Russia shells Ukraine with cruise missiles handed over by Kyiv to Moscow in the late 90s

Russia shelled Ukraine with Kh-55 air-launched cruise missiles, which the official Kyiv handed over to Moscow for gas debts.

This became known during the investigation by the Schemes publication project of Radio Svoboda.

The journalists obtained the text of an agreement and a list of numbers of the transferred missiles.

The cruise missiles were transferred to Ukraine under the agreement between the Cabinet of Ministers and the Russian government in 1999 in exchange for repayment of debts for Russian gas.

The journalist project  "Schemes" compared the numbers of those missiles with the Kh-55s that the Russian army began to use against Ukraine during the full-scale invasion after 24 February 2023.

The journalists discovered at least a dozen missiles of those fired by Russia at Ukraine to be on the list in the 1990s. Some of them were shot down by Ukrainian air defence forces, while some hit residential buildings.

The Kh-55 missile, which the Russian Federation fired at Ukraine. Photo credits: Radio Svoboda, Schemy project

Three such Russian missiles, shot down by Ukrainian air defense in January, May, and April 2023 in Kyiv and the region, are among those transferred to Moscow in 1999.

Another Kh-55, which at the end of 2022 hit an apartment building in the Ukrainian capital and killed a woman, was also handed over by Kyiv as part of the agreement. Another missile, which Ukraine also handed over to Russia, hit a house in the Kyiv region, injuring a child.

The Schemes identified several more missiles with the help of photos with numbers on the wreckage obtained from law enforcement sources.

In total, the journalists managed to identify over ten air-launched cruise missiles that Ukraine had previously transferred to Russia and that the aggressor country had already used.

The journalists searched the archives for an agreement between the Cabinet of Ministers of Ukraine, headed by Valerii Pustovoitenko, and the Russian government, led by Vladimir Putin, signed in Yalta in 1999. According to the agreement, Kyiv handed over eight Tu-160, three Tu-95MS bombers, and 575 Kh-55 cruise missiles to Moscow. In return, Russia compensated Ukraine for its debt of 275 million hryvnias for Russian gas. This is the determined value of the transferred equipment.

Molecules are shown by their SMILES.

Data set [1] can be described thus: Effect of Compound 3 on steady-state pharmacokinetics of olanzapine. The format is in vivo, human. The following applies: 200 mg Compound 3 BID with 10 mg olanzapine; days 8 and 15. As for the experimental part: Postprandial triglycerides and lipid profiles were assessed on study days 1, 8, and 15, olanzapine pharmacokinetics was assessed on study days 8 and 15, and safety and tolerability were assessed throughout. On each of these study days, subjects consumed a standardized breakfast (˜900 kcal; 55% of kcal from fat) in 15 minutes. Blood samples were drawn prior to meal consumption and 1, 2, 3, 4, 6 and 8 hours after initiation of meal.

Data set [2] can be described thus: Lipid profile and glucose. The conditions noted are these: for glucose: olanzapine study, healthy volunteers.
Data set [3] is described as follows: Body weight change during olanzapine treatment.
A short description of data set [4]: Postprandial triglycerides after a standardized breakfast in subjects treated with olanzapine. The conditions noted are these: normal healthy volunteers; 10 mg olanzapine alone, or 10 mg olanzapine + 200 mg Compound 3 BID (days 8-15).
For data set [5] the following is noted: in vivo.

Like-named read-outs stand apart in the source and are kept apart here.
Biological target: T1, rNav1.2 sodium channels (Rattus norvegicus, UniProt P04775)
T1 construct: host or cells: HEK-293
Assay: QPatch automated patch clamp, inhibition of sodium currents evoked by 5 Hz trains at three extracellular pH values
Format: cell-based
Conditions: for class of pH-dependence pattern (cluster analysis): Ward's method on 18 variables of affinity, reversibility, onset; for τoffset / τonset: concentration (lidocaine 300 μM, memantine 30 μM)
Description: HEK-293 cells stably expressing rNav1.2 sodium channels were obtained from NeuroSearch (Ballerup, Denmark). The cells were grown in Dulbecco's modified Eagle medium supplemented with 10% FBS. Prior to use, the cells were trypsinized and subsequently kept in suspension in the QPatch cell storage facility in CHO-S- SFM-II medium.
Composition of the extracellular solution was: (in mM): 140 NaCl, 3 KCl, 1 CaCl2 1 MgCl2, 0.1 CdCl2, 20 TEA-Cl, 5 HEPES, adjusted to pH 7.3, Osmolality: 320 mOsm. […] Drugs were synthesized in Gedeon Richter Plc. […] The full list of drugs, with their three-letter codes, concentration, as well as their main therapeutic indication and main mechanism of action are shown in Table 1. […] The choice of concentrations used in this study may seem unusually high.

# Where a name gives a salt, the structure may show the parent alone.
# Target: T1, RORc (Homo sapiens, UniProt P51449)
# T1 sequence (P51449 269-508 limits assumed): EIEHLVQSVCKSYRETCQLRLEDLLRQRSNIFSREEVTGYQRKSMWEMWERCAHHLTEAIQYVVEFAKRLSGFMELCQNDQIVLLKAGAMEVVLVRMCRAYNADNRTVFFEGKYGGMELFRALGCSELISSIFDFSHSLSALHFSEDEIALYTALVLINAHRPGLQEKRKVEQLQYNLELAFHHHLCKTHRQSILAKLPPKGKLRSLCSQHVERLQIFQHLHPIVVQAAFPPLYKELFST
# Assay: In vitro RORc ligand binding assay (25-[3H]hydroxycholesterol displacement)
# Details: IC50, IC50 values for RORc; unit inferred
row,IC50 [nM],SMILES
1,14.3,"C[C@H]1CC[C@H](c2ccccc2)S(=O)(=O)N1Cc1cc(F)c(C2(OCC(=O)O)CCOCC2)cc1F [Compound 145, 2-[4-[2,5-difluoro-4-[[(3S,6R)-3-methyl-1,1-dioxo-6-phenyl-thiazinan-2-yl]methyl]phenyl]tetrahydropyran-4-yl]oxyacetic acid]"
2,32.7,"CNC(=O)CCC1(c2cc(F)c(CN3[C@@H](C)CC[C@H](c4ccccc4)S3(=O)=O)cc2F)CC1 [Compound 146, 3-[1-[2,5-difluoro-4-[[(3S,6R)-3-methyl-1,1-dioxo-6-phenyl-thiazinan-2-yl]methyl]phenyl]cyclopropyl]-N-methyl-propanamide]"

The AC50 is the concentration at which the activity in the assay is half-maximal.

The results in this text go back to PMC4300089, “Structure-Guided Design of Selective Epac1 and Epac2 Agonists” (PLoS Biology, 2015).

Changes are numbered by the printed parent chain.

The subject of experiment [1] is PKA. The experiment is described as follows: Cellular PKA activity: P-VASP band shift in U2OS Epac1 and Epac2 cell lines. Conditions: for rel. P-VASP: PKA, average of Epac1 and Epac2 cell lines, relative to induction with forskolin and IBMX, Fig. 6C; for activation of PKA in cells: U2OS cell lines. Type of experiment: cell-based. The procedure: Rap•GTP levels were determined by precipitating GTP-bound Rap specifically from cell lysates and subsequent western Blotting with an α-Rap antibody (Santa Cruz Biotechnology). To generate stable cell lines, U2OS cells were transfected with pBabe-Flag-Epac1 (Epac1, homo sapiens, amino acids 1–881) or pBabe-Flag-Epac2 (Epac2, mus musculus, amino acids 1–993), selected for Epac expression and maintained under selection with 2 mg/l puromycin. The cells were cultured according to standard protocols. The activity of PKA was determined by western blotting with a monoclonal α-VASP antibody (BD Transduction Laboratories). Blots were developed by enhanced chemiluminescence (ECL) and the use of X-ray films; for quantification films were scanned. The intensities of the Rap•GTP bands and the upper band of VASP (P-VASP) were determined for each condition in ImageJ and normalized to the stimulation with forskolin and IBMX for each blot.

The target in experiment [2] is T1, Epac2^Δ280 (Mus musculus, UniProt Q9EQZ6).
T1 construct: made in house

As previously reported, in the fall of last year, the Russians began to use Soviet air-launched cruise missiles designed to carry a nuclear warhead against Ukraine. However, in this case, the missiles had no warhead but only a mass-size simulator. Such missiles are primarily designed to detect positions and exhaust Ukrainian air defense. But due to their kinetic energy and fuel residues, they still pose a threat.

Russian troops shelled Nikopol with heavy artillery

Russian forces attacked Nikopol in Dnipropetrovsk Oblast two times on Aug. 3, using heavy artillery, Governor Serhii Lysak said on Telegram.

The shelling damaged a local utility company, Lysak said.

No civilians were injured in the attacks.

Nikopol lies across the Dnipro River from the Zaporizhzhia Nuclear Power Plant. The plant is controlled by occupying Russian troops, who subject the residents of Nikopol to regular shelling.

Governor Lysak wished a calm evening to the citizens of Ukraine and "a hellishly hot" one for the occupiers.

Russia doubles defense spending plan for 2023

Russia has doubled its defense spending plan for 2023 to more than $100 billion, which makes up one-third of all public expenditures, Reuters reported on Aug. 4.

In the first half of 2023, Russian defense spending amounted to 5.59 trillion rubles ($59 billion), which was 37.3% of a total of 14.97 trillion rubles ($156 billion) spent by the state in that period, Reuters said.

The news agency reported this by citing an exclusive document it has obtained as the Russian specific-sector expenditures are no longer public.

As Reuters pointed out, Russia's budget is in a $28 billion deficit, among other reasons, due to decreasing export profits.

A large section of Russia's profits has been traditionally made up of oil and gas export revenues. The European market, previously a significant target for these exports, is steadily drying up due to the Western pushback to the Russian invasion of Ukraine.

Rising military costs could further widen this deficit, Reuters said.

In January and February of 2023, Russia's public data showed a defense spending of 2 trillion rubles ($21 billion), a 282% increase compared to the same period in 2022.